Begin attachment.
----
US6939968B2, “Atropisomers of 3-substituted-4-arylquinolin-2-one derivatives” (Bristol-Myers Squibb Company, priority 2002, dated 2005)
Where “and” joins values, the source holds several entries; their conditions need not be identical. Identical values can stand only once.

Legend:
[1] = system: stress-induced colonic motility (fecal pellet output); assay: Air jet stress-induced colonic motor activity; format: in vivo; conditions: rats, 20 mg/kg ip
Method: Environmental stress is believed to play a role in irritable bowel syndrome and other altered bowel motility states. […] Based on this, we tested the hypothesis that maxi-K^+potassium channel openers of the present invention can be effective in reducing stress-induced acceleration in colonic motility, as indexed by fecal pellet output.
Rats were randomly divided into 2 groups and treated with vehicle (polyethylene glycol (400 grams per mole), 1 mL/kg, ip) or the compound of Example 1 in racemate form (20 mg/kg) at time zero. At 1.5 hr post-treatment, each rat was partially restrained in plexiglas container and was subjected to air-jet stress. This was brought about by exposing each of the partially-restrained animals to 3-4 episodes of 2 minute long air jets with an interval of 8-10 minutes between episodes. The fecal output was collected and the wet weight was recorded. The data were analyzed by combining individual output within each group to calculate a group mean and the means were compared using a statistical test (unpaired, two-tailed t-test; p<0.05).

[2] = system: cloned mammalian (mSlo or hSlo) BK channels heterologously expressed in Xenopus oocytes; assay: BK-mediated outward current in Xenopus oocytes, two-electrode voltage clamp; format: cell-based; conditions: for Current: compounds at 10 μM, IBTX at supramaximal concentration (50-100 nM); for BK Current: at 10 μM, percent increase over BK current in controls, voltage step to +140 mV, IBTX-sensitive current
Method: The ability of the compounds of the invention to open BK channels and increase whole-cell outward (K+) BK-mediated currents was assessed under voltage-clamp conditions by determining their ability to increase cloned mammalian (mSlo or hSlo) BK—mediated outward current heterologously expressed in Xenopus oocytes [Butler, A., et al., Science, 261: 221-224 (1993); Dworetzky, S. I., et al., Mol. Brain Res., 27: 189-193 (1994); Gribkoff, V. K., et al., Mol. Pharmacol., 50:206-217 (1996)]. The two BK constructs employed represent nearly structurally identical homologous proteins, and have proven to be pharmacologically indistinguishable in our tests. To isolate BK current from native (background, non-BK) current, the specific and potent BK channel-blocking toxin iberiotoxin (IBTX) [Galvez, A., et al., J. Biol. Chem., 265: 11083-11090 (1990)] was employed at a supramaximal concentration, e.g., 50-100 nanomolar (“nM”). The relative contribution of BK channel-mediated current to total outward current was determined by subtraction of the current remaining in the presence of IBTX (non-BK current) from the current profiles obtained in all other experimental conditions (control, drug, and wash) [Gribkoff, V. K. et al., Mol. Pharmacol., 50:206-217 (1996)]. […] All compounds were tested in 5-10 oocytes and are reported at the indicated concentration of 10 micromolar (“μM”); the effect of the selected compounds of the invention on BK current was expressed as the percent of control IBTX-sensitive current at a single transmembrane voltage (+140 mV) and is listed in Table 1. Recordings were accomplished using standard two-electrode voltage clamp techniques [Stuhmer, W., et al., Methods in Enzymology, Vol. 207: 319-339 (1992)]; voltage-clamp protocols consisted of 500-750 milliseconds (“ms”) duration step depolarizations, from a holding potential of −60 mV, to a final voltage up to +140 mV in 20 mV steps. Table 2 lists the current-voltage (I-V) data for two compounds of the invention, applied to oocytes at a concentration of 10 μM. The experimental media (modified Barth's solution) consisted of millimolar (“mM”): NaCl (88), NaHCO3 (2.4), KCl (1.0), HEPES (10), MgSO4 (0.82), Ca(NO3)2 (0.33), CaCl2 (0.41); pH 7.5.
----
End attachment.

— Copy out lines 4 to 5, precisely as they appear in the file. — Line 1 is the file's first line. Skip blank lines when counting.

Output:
[1] = system: stress-induced colonic motility (fecal pellet output); assay: Air jet stress-induced colonic motor activity; format: in vivo; conditions: rats, 20 mg/kg ip
Method: Environmental stress is believed to play a role in irritable bowel syndrome and other altered bowel motility states. […] Based on this, we tested the hypothesis that maxi-K^+potassium channel openers of the present invention can be effective in reducing stress-induced acceleration in colonic motility, as indexed by fecal pellet output.